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Top Five: Evergreen town parks

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Not far outside of Denver lies the town of Evergreen, a quaint little hamlet probably best known as the place where your parents go to drink when Morrison's too busy. But Evergreen has more than overpriced Chiantis: Thanks to the excellent stewardship of Jefferson County Open Space Parks and Denver Mountain Parks, it  boasts 11 parks in about 11.6 square miles (that's nearly one park per square mile, math wizards).

These parks hold awesome opportunities for hiking, mountain biking, scrambling, fishing, and more. Best of all, they're rarely as crowded as Boulder County's parks. Here are some of the best:

1. Corwina Park. The first time I set foot into Corwina, I had to look behind me for Ringwraiths: The looming firs and blue spruce on the densely forested first miles of this trail give off a distinct Middle-Earth vibe. As you climb, they give way to open ponderosa stands and expanding views of both the foothills and 13ers out towards the James Peak wilderness. Bonus: Off trail, look out for excellent bouldering and scrambling hidden on the steep slopes.

2. Alderfer/Three Sisters. Dominated by four silver plume quartz rock outcroppings (the last one is called the Brother), Three Sisters holds ample opportunities to scramble up routes of varying difficulty to catch wide views of the Bear Creek Basin. But 10 miles of mellow trail in 770 acres give the rock-wary chances to wind all around the Three Sisters.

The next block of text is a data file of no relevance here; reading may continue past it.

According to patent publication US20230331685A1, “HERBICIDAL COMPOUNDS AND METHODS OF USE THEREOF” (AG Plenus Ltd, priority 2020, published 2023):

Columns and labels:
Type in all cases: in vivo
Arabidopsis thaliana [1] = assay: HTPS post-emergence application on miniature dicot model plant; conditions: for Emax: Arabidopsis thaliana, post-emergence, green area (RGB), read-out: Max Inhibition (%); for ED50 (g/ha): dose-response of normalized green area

3. Elk Meadow. Evergreen's largest park offers loads of ecosystems to explore (grasslands, deep forest, aspen stands, and high montane lodge pole) and loads of ways to do it (mountain bike, foot, horse). The capper: The almost 2,000 feet you gain while climbing 9,708-foot Bergen Peak add a bit of grandeur and purpose to an otherwise simple dayhike.

4. Pence Park. Hardass trail runners and mountain bikers rejoice: Pence is your playground. A punishing vertical grade over approximately 2.5 miles rewards the strong with exceptional views of the Evans massif. Link it with Lair o' the Bear for a burlier 10-mile route.

5. Mt. Evans Wilderness. OK, this doesn't technically count as an Evergreen Park, but it's as close as you can get to having a 14er in your backyard. The wilderness offers year-round opportunities for top-grade hiking, rock climbing, ice climbing, wildlife spotting, snowshoeing, skiing,...I could go on. But with the road up to Echo Lake usually open, you'll find an incredibly accessible high-mountain paradise even in winter.

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